Frederick the Great
Melvyn Bragg and guests discuss Frederick II, king of Prussia from 1740 to 1786.
Frederick the Great ruled Prussia from 1740 until his death in 1786. Born in 1712, he increased the power of the state, he made Prussia the leading military power in Europe and his bold campaigns had great implications for the European political landscape. An absolute monarch in the age of enlightenment, he was a prolific writer, attracted figures such as Voltaire to his court, fostered education and put Berlin firmly on the cultural map. He was much admired by Napoleon and was often romanticised by German historians, becoming a hero for many in united Germany in the 19th and 20th centuries. Others, however, vilified him for aspects such as his militarism and the partition of Poland.
Emeritus Professor of Modern European History at the University of Cambridge
Professor of German Literature at the University of Oxford and a Fellow of Jesus College
Lecturer in Early Modern History at the University of Hull
Producer: Simon Tillotson.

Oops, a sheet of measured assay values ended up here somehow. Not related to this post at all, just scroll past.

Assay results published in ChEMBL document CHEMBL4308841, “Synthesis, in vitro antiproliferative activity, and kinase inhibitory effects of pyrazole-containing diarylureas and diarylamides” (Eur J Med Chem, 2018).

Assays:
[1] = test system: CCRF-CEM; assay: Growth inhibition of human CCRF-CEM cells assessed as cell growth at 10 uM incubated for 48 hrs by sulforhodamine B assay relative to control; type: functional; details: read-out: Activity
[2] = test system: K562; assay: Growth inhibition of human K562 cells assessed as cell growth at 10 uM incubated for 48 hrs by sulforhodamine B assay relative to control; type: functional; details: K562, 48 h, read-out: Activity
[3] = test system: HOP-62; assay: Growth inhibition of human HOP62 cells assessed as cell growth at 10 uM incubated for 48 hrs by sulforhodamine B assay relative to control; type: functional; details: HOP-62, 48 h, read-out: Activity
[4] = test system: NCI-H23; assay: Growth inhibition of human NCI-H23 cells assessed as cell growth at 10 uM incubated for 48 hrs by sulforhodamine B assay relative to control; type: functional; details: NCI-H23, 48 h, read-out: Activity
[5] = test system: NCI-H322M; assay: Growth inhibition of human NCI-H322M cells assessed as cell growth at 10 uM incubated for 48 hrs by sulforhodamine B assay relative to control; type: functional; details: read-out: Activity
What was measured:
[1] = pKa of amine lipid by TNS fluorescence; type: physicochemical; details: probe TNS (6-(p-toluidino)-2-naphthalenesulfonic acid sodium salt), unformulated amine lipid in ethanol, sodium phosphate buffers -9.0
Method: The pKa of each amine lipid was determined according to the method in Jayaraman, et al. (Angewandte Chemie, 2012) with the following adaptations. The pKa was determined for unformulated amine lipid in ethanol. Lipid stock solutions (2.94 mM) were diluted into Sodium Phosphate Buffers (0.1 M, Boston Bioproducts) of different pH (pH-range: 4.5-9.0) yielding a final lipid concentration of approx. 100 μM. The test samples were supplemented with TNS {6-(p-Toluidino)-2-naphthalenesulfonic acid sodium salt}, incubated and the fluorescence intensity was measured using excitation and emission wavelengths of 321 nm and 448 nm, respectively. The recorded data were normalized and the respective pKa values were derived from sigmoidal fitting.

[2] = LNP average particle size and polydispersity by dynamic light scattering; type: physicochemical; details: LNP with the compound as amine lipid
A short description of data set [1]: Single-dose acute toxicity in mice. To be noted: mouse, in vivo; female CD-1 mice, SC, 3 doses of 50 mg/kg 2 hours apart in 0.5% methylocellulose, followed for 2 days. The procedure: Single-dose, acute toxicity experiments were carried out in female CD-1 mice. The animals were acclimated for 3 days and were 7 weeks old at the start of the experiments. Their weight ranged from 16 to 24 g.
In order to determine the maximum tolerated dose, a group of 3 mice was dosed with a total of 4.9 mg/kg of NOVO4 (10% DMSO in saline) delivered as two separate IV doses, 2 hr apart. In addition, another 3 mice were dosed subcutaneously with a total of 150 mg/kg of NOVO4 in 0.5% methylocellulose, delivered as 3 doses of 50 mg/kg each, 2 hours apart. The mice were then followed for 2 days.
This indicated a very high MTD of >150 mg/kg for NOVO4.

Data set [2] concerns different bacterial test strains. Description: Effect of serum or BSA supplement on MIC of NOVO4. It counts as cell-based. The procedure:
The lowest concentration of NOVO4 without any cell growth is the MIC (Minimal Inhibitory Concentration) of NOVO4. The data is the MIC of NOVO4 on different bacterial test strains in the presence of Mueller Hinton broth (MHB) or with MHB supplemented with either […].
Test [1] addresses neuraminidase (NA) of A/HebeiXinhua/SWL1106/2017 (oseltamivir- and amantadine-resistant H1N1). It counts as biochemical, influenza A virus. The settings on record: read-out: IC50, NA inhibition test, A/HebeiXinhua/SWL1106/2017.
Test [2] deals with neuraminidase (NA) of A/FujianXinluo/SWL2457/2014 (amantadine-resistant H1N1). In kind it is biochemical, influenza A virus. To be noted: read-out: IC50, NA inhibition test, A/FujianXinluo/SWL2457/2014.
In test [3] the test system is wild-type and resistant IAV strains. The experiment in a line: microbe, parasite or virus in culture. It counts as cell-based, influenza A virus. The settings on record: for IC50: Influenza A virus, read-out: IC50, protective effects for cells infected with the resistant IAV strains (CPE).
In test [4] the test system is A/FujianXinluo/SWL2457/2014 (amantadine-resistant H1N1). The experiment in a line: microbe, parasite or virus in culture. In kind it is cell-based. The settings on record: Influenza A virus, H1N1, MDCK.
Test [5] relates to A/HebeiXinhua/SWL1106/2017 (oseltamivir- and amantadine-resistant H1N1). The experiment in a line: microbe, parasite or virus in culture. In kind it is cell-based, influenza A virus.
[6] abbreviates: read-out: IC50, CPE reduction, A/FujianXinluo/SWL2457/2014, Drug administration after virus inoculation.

LINKS AND FURTHER READING
Tim Blanning, Frederick the Great: King of Prussia (Allen Lane, 2015)
Clarissa Campbell Orr (ed.), Queenship in Europe, 1660-1815: The Role of the Consort (Cambridge University Press, 2004), especially ‘The Hidden Queen Elisabeth Christine and Queenship in Eighteenth-century Prussia’ by Thomas Biskup
Christopher Clark, Iron Kingdom: The Rise and Downfall of Prussia 1600-1947 (Allen Lane, 2006)
David Fraser, Frederick the Great (Penguin, 2000)
Karin Friedrich and Sara Smart, The Cultivation of Monarchy and the Rise of Berlin: Brandenburg-Prussia 1700 (Ashgate, 2010)
Eva Giloi, Monarchy, Myth, and Material Culture in Germany 1750 - 1950 (Cambridge University Press, 2011)
R. Oresko, G. Gibbs and H. M. Scott (eds.), Royal and Republican Sovereignty in Early Modern Europe: Essays in Memory of Ragnhild Hatton (Cambridge University Press, 1997), especially the essay by Timothy Blanning ‘Frederick the Great and German Culture’
Theodor Schieder (eds. Sabina Berkeley and H.M. Scott), Frederick the Great (Longman, 2000)
|Interviewed Guest||Tim Blanning|
|Interviewed Guest||Katrin Kohl|
|Interviewed Guest||Thomas Biskup|